The Magazine

Ideas Matter

So long as they are ideas and not partisan talking points.

May 21, 2012, Vol. 17, No. 34 • By MARK HEMINGWAY
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Yet effectively rebutting liberal arguments isn’t where this book shines the most. Goldberg quotes George Orwell’s famous observation that “we have now sunk to a depth at which the restatement of the obvious is the first duty of intelligent men.” Of course, the real need goes beyond restating the obvious; it’s finding a way to make the obvious engaging. And here, Goldberg succeeds admirably. Which is not to say that The Tyranny of Clichés is without flaws. A few chapters feel needlessly discursive, and some topics could stand to be fleshed out a bit. Given Tyranny’s short length and wide ideological/historical sweep, it would be nearly impossible for most readers not to have a few objections, or stumble across places where they feel the argument could be made better. Still, it’s quite a feat to write a polemic about byzantine ideological disputes and political semantics and make it thoroughly enjoyable. If you’re interested in giving a precocious student or open-minded liberal an explanation for why they should take the trouble to understand conservatism, this is the book to give them. There’s a good chance they’ll actually read it; it will likely make them do some rethinking; and it almost certainly will make them laugh.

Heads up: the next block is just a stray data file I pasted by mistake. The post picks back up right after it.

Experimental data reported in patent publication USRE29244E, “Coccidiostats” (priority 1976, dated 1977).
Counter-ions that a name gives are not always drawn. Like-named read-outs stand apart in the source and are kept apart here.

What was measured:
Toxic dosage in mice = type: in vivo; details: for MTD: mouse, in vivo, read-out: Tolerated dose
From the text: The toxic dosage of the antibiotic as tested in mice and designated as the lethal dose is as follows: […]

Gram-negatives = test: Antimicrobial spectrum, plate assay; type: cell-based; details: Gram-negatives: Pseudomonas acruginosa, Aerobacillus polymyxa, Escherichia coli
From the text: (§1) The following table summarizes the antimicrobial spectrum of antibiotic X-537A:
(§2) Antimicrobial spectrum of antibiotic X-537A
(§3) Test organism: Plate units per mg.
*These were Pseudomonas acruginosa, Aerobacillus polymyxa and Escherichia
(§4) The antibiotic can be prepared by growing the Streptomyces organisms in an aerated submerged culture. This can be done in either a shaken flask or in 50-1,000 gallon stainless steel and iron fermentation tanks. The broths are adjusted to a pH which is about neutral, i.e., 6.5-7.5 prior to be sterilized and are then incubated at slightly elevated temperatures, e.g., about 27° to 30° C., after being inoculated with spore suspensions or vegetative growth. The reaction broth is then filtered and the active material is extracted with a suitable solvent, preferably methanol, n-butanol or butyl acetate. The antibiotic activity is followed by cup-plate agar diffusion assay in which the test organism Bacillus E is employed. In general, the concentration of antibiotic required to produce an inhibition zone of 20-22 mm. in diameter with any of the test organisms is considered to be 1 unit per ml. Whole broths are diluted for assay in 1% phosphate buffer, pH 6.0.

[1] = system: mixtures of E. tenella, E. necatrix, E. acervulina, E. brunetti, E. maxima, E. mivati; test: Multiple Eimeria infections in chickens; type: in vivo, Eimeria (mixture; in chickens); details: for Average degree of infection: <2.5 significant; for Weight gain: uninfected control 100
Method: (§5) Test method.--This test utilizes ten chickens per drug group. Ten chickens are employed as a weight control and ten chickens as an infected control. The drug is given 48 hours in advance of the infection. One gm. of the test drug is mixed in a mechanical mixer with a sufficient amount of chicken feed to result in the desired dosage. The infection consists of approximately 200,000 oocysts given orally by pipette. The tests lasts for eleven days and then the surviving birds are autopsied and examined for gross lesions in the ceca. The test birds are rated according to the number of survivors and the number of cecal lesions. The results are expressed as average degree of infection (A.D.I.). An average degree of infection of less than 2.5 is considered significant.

Unfortunately, those most in need of freeing themselves from the tyranny of clichés are still bitterly clinging to their own transparent attempts to dismiss people who don’t share their worldview. Jonah Goldberg recently found himself on the receiving end of a contentious interview with CNN’s Piers Morgan, who, in the middle of the interview, made a point of defending an Obama attack ad about Mitt Romney while insisting he supports neither political party. “If you’re not batting for Democrats,” responded Goldberg, “it’s a wonderful approximation of it.” To which Morgan quickly responded: “Let’s deal with reality.” 

Inadvertently or not, Morgan couldn’t have made the case for reading Goldberg’s book any better.

Mark Hemingway is a senior writer at The Weekly Standard.